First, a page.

Are you an elite, middle of the road or a limited user of web 2.0 technology? The Pew Internet and American Life Project has just released a new survey on how 4001 American adults and use information and communication technology. Read it here.
It created a big buzz among bloggers on Tuesday.
At SearchEngineLand Greg Sterling sums up the report: Pew developed an elaborate classification scheme based on ten types that fit into three broad categories: elite users (31 percent), middle of the road users (20 percent) and those with few “tech assets” and limited use of technology (a whopping 49 percent), he writes.
Also – among the 31 percent elite users 8 percent are seen as “deep users of the participatory web and mobile applications”, according to Pew. Many comments were focused on the 8 versus 49 percent: At Webpronews David A Utter notes “while 8 percent of Americans have embraced advanced information and communication technology (ICT), 49 percent have little to no interest in it”.
The survey is interesting both from a sociological point of view and for the creators of tomorrows media-landscape. Analyzing the figures, there are things to learn for people developing new platforms, media tools and products for web 2.0. Between the lines it raises the question at what pace Americans adopt to new technology.
Mathew Ingram, technology writer at The Globe and Mail, notes at his blog how many reactions to the study are pessimistic: Some speculate that web 2.0’s upside “is capped”, or point out that “nearly half say no” to web 2.0, or gloat that geeks are in the minority, he writes.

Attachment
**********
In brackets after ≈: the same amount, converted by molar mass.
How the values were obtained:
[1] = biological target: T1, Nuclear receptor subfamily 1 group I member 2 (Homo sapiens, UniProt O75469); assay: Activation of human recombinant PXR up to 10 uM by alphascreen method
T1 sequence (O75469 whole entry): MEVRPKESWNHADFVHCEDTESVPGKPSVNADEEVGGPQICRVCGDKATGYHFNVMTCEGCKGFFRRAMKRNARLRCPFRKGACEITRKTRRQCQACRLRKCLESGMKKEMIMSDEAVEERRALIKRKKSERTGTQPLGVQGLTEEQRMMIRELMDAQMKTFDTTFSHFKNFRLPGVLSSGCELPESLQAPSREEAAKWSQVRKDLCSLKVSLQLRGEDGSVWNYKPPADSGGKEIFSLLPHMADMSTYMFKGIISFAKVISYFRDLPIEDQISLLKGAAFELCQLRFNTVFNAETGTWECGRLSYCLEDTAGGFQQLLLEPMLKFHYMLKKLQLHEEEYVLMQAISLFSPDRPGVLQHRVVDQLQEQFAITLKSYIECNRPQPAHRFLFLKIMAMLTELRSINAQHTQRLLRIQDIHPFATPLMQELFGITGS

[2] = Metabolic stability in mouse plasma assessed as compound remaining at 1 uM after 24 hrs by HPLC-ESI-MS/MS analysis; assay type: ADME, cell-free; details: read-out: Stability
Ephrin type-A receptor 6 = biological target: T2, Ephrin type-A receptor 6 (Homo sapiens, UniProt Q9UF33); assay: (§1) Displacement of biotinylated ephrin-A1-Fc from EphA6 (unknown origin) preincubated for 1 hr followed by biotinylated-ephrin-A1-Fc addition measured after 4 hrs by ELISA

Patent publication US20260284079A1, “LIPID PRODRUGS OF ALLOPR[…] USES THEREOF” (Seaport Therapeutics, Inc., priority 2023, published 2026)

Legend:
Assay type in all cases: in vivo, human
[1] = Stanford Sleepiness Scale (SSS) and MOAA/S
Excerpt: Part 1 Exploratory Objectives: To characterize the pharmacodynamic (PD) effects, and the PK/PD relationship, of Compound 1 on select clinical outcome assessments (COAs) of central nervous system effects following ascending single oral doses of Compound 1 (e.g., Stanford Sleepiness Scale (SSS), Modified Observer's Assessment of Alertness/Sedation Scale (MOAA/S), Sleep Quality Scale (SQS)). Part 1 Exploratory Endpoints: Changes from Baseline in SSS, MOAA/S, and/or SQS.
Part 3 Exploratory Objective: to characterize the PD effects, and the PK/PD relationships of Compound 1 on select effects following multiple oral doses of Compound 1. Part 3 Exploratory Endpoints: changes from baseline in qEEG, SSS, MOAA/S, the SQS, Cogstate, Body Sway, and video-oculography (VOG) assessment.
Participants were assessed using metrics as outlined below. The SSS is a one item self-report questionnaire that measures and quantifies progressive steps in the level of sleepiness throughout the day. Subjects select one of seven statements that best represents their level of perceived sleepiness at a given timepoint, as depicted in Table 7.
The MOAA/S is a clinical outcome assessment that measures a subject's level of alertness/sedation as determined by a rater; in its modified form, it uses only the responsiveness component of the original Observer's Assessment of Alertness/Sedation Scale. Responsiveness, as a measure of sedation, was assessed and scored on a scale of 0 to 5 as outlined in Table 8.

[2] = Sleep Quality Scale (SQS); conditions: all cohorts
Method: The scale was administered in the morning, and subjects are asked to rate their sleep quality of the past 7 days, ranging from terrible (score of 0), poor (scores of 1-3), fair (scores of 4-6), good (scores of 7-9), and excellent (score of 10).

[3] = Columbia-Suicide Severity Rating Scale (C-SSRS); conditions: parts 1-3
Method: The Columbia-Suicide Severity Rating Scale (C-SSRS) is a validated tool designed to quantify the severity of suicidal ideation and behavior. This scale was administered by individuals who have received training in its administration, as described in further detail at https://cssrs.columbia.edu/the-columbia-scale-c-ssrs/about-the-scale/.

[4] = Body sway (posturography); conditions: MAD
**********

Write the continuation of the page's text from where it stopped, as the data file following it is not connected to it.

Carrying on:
Instead Ingram looks at it from the sunny side: “When asked about things that include blogging, posting comments to a blog, uploading photos or video, creating web-pages or mixing and mashing content from other sites, 37 per cent of those surveyed said they had done at least one of those things. What’s not to like about a number like that,” he asks.
At MarketingPilgrim Jordan McCollum first breaks down the study in a comprehensive way, then asks about the moral of the story. “If your target audience (or your client’s target audience) falls into one of the more highly connected categories, Internet marketing is an important part of their campaign that shouldn’t be overlooked,” she answers.
Thats true. And sooner or later everyone will fall into that category. The question is how to best navigate until that happens.
By John Furrier and Tina Magnergard Bjers
PS. As always with surveys it is a good idea to look into how they were conducted – to decide on if you think the findings are relevant. Donna Bogatin at Digital Markets has an interesting piece on this.